Good and effective marketing has always been vital to fully exploit the markets in which companies operate and none more so than the over-supplied, and extremely competitive, timber and wood processing Industries.
Be it the raw material itself, that’s right timber, or the added value products that go into the numerous end-use markets, yield from the original log, through all the various processes to the finished product such as a timber window, is absolutely critical. This can mean the difference between profit and loss and will also apply to the costs that get involved in the distribution and marketing of these products.
Less than 10 years ago it was still the practice for rough sawn softwood, unsorted or Fifths even, to be machined into components within the window factories and in the process incurred lots of waste and heavy labour costs to continually repair the piece. Thus, despite the drive from added-value sawmills to provide much better material, and more importantly, material designed specifically for the end-use.
If you look into the history of the wood window market you will find that the outdated process described above was eventually the downfall of its market leading position in the 60’s and 70’s, with low quality products that didn’t last. Plastic soon took over and even today still dominates.
So, for example, at Mumford & Wood back in the late 90’s the Company took the brave decision to pay more for a better class of timber and at the same time draw up the specification of every finished component that was needed in all its products. This even got down to the detail as to where, should any sap wood be allowed, it was positioned in the component part so that it could be removed from the end component in the moulding process. In other words understanding the customer’s need for better windows that would last a life time was researched and understood by the company using a classic marketing discipline.
Timber windows are now technically advanced and much improved and all market leading companies with strong brands recognise what effective marketing is, and how it can be used to support the growth of their businesses.
The drive from the Industry to make sure that the products met the demands of the market for sustainability and longevity has meant serious investment in modern manufacturing facilities with CNC machines that can meet and drive the need for high quality and low cost production.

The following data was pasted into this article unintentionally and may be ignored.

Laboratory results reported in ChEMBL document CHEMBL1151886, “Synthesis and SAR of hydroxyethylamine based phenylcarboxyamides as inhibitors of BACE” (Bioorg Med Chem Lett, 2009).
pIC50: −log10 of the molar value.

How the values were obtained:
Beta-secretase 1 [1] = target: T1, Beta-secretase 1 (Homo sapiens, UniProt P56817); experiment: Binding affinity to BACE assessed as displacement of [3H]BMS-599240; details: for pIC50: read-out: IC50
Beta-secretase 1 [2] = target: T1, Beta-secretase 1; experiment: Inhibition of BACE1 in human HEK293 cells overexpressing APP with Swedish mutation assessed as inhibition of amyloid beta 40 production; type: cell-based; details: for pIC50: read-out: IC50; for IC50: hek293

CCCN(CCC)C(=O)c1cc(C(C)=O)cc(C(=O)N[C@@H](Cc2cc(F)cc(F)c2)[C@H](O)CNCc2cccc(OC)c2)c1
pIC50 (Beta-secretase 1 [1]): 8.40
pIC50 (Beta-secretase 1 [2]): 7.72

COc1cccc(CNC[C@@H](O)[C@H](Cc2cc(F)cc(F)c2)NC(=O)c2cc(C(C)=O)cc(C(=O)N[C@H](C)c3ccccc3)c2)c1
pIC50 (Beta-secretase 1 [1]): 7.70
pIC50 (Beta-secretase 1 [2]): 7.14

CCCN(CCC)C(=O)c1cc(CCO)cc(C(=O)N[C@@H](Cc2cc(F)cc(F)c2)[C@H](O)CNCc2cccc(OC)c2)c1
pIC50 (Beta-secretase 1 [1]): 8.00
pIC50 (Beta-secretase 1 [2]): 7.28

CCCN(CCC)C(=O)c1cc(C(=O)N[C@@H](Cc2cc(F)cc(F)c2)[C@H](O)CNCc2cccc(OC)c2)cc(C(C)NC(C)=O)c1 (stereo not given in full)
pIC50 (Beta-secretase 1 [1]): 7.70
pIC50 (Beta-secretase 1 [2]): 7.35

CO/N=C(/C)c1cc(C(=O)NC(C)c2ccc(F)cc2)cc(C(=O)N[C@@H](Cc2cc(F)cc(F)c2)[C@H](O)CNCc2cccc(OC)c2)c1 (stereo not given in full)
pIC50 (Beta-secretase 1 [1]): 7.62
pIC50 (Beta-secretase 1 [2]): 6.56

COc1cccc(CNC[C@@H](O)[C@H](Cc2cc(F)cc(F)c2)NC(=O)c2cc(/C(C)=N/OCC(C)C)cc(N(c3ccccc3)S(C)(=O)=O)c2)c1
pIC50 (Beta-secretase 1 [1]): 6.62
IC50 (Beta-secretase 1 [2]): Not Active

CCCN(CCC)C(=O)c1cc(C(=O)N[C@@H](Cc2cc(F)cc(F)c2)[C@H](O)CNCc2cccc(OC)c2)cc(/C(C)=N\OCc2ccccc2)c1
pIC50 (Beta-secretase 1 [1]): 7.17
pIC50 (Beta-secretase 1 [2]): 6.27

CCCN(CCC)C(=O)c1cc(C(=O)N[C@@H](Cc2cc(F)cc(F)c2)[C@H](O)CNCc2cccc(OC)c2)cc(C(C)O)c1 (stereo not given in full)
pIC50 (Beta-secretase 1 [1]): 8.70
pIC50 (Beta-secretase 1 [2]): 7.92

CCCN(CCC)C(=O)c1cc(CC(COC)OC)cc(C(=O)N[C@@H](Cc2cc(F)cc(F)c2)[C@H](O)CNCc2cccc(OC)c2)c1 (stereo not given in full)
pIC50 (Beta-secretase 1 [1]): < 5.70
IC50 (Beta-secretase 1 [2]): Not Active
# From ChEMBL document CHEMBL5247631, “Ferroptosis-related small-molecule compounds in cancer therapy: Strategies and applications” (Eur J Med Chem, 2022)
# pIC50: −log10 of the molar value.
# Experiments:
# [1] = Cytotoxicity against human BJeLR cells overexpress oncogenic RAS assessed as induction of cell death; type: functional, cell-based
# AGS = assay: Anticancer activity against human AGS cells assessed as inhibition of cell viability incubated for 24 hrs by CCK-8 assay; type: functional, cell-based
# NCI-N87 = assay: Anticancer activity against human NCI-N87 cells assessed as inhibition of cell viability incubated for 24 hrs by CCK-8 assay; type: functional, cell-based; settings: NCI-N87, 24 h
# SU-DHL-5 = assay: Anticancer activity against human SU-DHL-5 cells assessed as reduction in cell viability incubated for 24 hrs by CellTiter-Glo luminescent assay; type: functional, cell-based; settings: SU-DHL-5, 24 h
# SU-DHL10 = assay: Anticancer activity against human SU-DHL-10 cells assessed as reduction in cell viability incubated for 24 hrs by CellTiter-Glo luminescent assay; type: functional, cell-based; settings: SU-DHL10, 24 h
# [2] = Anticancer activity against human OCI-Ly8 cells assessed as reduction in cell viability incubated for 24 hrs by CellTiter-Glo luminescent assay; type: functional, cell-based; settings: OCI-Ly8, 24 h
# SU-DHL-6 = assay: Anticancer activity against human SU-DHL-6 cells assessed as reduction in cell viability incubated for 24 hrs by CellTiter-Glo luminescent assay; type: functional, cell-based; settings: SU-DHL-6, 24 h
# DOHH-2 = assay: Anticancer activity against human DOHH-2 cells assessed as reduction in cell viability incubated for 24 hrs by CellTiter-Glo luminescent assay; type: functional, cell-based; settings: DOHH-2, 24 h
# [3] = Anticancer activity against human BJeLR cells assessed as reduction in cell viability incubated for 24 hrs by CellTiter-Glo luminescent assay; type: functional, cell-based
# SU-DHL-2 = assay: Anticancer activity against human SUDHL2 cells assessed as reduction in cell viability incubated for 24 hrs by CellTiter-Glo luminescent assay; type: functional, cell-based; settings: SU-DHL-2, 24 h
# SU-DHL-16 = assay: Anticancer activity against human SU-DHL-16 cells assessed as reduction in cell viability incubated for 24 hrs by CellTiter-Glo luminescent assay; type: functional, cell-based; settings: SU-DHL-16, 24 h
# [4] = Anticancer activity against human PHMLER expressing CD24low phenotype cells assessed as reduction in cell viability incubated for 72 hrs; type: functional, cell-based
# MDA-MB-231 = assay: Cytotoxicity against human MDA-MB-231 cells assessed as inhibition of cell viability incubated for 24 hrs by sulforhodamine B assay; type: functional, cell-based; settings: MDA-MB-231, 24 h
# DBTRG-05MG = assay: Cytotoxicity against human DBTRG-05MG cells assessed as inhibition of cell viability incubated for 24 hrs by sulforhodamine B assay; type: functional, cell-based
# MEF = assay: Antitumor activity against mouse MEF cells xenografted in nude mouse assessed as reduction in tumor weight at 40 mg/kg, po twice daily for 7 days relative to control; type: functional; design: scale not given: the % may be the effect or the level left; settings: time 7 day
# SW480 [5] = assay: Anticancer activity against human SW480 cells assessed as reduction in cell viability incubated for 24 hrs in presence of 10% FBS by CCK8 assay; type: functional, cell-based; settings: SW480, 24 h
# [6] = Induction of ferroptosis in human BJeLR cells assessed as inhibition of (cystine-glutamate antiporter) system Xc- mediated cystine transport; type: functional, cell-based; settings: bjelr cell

Today also you have to recognise how relevant e-commerce is to the marketing tool kit. In the wider world with consumer products the amount of business now carried out on line is a staggering 30% so it is no surprise that these tools are now being used effectively in our industry.
We have recognised this for some time and we passionately believe that our market leading systems are steering our business growth in the right direction. The Government is pushing for the adoption of the BIM model in the procurement of goods and services in the public construction sector and we are very pleased to be able to claim first place in that process as well by Mumford & Wood timber windows and doors.
All this is safer than just having one USP, that being price. Manufacturers of products need to re-invest in their businesses to replace and improve plant and this requires strong margins. These margins can only be achieved if the market offering first meets the customer need but that the service and quality are also market leading. The latter can only be achieved by having good market knowledge, product improvement and development, but also anticipation of the demand so that one can calculate the sales forecast on time.
We have seen over time, and again already this year, good brands and companies going to the wall because the marketing tool kit has been thrown away and price has been used to bridge the gap. It simply doesn’t work and never will.
At Mumford & Wood we try to offer at all times a minimum of six sales features that we can claimed, then measured against our competitors and then we make sure we price these correctly.